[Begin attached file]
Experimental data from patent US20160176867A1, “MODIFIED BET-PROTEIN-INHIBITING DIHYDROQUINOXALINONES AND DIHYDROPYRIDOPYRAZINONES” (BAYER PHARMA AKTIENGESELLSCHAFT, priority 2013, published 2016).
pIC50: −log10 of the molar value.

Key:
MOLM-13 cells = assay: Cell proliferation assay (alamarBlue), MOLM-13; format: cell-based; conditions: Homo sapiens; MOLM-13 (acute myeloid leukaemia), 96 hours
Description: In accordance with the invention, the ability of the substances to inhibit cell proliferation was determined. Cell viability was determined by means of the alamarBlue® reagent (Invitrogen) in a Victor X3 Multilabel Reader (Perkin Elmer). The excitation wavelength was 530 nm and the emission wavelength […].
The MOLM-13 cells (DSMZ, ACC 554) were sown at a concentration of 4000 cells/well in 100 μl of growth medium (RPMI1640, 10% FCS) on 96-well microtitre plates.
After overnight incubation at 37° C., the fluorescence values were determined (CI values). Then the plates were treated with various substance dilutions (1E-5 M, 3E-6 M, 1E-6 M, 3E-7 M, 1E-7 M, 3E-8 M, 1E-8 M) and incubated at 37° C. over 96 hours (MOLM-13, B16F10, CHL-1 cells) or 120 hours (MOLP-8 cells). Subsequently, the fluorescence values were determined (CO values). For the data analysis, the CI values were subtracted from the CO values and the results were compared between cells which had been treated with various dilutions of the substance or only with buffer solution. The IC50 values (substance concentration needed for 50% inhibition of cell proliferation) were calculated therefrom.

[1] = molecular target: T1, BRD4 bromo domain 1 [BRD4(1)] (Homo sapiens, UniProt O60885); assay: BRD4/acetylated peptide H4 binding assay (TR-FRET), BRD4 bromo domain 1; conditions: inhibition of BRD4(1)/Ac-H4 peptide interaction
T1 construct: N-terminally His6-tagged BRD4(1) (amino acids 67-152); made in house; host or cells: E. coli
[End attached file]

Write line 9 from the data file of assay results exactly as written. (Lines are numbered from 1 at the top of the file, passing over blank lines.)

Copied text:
T1 construct: N-terminally His6-tagged BRD4(1) (amino acids 67-152); made in house; host or cells: E. coli